Hexamine primary usage
Medical professionals use hexamine as an antibiotic to treat urinary tract infections. The specific medication used is called methenamine hippurate. It is also used for the suppression of bacteruria in patients who have neurological diseases. In acidic urine, methenamine hydrolyzes into ammonia and formaldehyde, a nonspecific antibiotic. As this reaction is activated by acid in the urine, methenamine is often ineffective as an antibiotic in those whose urine is not acidic.
Hexamine is also the primary ingredient in Esbit® fuel tablets. These fuel tablets have a very high energy density, burn smokelessly, leave no ashes, and do not liquefy. They are traditionally used for cooking purposes by campers and military organizations. Esbit® fuel tablets are very lightweight and portable, but the heat they produce is difficult to control, and the fumes it produces are noxious. Some people are allergic to the compound, which can be absorbed through the skin.
Organic chemists use hexamine as a reagent in several chemical reactions. It is consumed in the formation of arenes, the conversion of benzyl halides to aldehydes, and the synthesis of aminesfrom alkyl halides. Such reactions are quite complex and are often used for teaching purposes in organic chemistry courses. Often, they are used for purposes of chemical analysis to determine the identity of an unknown solute in a solution.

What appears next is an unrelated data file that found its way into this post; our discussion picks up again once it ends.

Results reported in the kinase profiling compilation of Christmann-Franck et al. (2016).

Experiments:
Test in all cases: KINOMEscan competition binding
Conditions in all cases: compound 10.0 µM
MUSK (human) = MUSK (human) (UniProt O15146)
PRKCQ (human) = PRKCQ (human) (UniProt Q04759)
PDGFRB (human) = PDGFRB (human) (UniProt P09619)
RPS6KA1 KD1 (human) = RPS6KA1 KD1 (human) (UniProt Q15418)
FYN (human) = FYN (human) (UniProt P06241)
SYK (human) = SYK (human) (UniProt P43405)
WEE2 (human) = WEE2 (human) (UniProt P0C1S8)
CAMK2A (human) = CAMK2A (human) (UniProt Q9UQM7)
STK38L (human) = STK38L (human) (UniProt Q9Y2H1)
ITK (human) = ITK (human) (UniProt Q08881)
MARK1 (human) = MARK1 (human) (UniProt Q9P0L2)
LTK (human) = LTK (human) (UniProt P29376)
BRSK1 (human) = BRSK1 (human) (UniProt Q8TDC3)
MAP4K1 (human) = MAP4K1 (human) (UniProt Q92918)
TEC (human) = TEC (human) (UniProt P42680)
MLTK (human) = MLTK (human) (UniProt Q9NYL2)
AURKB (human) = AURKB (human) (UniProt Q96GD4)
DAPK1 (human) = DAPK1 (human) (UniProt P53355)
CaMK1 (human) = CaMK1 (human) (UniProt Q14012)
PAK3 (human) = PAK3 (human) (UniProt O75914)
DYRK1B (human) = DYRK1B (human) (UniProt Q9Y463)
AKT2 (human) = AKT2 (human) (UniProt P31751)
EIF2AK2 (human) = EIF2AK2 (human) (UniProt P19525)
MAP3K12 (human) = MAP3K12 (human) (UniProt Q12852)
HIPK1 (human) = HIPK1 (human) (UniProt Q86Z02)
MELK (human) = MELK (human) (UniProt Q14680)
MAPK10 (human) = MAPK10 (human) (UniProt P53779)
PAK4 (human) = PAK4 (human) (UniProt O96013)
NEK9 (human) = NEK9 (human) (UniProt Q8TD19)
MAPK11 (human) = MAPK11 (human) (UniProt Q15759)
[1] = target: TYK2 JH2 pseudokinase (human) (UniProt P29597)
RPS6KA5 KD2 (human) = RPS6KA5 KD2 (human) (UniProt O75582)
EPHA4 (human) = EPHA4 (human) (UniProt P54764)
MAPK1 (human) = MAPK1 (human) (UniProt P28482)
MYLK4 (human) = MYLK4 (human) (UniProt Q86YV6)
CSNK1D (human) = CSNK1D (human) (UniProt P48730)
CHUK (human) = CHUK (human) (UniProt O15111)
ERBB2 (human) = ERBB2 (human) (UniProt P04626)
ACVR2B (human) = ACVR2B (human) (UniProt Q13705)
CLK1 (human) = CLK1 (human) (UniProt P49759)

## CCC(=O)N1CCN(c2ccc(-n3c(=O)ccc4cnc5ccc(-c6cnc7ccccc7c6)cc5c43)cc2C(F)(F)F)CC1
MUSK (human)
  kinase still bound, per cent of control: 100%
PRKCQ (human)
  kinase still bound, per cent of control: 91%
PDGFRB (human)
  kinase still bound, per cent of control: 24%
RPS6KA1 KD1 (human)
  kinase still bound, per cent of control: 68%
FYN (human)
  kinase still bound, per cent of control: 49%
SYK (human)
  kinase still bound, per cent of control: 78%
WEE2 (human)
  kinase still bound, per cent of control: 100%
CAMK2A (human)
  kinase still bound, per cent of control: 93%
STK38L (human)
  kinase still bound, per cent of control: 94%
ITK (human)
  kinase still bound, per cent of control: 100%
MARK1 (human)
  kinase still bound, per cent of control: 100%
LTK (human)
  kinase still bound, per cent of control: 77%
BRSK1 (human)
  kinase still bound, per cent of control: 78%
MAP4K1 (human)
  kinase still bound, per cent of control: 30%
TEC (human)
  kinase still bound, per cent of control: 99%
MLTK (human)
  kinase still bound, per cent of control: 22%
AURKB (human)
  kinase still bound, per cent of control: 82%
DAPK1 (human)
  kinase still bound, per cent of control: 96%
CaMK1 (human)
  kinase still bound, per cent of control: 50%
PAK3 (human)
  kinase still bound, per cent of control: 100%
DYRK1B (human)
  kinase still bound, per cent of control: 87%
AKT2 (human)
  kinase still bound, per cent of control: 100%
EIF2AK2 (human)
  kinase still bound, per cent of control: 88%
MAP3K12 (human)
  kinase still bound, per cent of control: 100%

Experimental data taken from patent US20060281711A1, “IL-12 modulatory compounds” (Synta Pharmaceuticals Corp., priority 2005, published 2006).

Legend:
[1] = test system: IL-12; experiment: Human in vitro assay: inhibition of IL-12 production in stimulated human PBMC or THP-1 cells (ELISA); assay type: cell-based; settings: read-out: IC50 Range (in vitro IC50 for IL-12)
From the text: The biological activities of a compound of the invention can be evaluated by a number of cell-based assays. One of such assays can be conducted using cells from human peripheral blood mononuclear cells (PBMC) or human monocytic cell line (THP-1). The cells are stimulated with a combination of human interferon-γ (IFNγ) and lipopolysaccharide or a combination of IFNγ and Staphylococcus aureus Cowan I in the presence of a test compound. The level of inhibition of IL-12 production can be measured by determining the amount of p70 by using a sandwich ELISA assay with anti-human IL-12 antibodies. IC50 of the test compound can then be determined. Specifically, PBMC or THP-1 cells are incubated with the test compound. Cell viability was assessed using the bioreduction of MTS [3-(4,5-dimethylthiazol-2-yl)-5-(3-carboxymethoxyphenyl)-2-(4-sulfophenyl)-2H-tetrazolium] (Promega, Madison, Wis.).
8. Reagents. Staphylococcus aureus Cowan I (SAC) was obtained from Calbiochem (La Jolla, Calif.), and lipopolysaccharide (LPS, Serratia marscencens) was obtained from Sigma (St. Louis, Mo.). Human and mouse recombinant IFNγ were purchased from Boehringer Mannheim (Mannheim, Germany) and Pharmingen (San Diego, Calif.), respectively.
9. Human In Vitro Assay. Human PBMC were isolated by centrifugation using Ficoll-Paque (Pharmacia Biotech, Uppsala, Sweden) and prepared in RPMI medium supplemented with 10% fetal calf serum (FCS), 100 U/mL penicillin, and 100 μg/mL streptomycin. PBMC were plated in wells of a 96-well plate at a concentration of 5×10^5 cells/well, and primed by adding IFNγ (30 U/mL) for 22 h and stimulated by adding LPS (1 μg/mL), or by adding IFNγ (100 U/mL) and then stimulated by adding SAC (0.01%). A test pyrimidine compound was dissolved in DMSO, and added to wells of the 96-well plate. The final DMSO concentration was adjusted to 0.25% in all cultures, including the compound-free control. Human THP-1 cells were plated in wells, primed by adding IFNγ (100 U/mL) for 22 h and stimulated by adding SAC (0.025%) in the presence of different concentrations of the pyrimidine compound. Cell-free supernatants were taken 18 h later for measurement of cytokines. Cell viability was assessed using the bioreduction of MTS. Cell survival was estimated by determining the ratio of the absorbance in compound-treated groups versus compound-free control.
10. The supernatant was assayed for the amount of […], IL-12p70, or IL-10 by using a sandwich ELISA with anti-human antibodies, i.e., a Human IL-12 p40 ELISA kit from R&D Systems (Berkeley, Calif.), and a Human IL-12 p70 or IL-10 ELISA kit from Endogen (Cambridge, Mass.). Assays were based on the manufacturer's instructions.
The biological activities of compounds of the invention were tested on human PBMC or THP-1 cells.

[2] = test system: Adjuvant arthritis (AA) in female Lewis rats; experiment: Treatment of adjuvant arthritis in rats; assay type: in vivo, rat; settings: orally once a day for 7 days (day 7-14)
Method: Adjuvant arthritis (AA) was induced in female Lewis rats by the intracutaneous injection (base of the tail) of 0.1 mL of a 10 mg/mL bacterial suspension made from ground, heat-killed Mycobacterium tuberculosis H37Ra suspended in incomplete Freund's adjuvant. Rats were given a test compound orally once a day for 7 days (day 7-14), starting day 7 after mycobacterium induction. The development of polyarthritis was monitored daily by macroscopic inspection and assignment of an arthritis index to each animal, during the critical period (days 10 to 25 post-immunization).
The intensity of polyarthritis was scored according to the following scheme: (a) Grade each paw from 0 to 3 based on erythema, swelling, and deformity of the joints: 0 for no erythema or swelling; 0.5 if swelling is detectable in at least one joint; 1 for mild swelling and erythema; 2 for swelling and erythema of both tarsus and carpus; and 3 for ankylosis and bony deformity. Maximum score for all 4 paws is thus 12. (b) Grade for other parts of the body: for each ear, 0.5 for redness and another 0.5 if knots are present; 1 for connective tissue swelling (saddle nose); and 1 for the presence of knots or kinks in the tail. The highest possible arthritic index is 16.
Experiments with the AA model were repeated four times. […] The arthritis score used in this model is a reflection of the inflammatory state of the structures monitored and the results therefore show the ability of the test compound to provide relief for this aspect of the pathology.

With its many purposes, hexamine is a very useful compound. For medical purposes, it is typically referred to as methenamine, while those who use it commercially refer to it by its usual name. Many United States and European drug companies produce and sell the compound for both medical and commercial uses. In addition to its common antibiotic and heating uses, it is also used in textile and rubber adhesives, in the photography industry, in the explosives industry, as a protein modifier, and in the production of deodorants and hair products.